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Any gotchas in returning a subclass instance from __new__?

Hi All,

Is anything wrong with the following code?

class Superclass(object):
def __new__(cls):
# Questioning the statement below
return super(Superclass, cls).__new__(Subclass)
class Subclass(Superclass):
pass
if __name__ == '__main__':
instance = Superclass()
print instance

It works here, and even constructors for Subclass and Superclass are
invoked (in correct order), even though such behavior is not explicitly
stated here http://docs.python.org/ref/customization.html. So, am I
asking for trouble or is it /the/ way to go about transforming base
class into a factory?
Thank you,

Sergey.

Aug 1 '06 #1
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1 Reply
wrote:
Hi All,

Is anything wrong with the following code?

class Superclass(object):
def __new__(cls):
# Questioning the statement below
return super(Superclass, cls).__new__(Subclass)
class Subclass(Superclass):
pass
if __name__ == '__main__':
instance = Superclass()
print instance
The only problems I can think if is that if you create any other subclasses
of Superclass, or of Subclass for that matter then you'll never succeed in
creating any of them, and the constructor i.e. __new__ of the subclass
never gets called.

I've used this technique where the Superclass iterates through all of its
subclasses and uses the constructor parameters to choose the most
appropriate subclass to construct. Eventually though I changed it to use a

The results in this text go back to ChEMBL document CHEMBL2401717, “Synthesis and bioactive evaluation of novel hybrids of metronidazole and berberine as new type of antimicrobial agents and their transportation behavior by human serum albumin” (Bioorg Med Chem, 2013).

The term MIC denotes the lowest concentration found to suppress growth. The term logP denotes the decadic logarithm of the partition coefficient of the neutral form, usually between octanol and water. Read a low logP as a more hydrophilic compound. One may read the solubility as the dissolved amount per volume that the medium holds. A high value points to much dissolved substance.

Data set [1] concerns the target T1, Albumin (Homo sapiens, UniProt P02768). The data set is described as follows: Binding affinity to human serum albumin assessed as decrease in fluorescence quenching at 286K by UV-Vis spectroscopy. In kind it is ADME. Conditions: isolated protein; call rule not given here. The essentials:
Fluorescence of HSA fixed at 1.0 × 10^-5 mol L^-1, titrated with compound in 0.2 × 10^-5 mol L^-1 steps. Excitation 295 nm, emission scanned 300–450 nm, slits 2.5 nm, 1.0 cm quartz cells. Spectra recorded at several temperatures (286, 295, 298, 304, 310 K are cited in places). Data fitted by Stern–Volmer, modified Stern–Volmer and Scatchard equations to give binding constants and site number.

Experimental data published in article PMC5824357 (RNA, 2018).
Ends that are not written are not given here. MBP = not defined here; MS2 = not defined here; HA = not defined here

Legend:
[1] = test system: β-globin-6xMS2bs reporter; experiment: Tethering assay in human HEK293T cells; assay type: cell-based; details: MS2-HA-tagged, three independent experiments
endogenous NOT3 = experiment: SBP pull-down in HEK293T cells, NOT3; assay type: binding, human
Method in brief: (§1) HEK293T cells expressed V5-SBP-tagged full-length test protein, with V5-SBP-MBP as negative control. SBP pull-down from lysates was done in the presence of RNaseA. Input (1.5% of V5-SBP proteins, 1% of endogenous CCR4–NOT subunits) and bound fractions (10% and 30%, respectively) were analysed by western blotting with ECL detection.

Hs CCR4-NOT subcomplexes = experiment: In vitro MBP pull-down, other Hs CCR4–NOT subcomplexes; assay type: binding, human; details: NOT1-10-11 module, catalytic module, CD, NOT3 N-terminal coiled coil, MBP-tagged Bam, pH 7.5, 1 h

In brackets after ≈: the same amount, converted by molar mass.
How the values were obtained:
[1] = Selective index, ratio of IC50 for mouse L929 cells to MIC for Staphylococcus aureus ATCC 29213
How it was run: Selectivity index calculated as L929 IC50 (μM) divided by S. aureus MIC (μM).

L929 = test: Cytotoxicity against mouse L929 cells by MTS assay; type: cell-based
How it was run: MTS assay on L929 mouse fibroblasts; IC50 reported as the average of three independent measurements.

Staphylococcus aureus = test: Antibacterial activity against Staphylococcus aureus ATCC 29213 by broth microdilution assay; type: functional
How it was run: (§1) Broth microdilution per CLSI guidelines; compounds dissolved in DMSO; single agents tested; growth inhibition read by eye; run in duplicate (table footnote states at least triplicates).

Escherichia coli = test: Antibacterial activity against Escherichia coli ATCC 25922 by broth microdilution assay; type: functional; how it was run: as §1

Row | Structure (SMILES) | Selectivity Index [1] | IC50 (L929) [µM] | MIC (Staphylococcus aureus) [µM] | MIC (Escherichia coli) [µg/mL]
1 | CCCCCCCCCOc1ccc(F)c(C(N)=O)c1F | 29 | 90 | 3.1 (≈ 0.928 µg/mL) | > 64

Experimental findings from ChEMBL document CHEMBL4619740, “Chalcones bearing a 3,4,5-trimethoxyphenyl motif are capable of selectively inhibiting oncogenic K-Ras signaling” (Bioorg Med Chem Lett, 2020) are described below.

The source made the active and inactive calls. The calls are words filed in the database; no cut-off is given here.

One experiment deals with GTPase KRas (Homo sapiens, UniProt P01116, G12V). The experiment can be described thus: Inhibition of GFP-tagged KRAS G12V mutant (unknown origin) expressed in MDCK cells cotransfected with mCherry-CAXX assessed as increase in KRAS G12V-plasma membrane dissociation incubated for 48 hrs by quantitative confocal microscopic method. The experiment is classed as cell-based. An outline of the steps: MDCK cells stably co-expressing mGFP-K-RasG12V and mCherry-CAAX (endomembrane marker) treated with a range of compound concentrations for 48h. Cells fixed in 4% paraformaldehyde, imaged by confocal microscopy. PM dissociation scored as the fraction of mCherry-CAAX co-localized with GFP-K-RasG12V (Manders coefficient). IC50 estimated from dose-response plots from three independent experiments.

separate factory function: that way the __new__ methods get called in the
expected order.

So something like:

@classmethod
def fromMimetype(cls, m):
for subclass in Superclass._handlers():
if subclass.supportsMimetype(m):
return subclass(m)

@classmethod
def _handlers(cls):
for c in cls.__subclasses__():
for sub in c._handlers():
yield sub
yield c
It works here, and even constructors for Subclass and Superclass are
invoked (in correct order), even though such behavior is not explicitly
stated here http://docs.python.org/ref/customization.html. So, am I
asking for trouble or is it /the/ way to go about transforming base
class into a factory?
Thank you,
I think you meant the initialisers are invoked correctly (the constructor
is the __new__ method): this isn't suprising since the system simply calls
__init__ on the returned object so the correct thing just happens.

Aug 1 '06 #2

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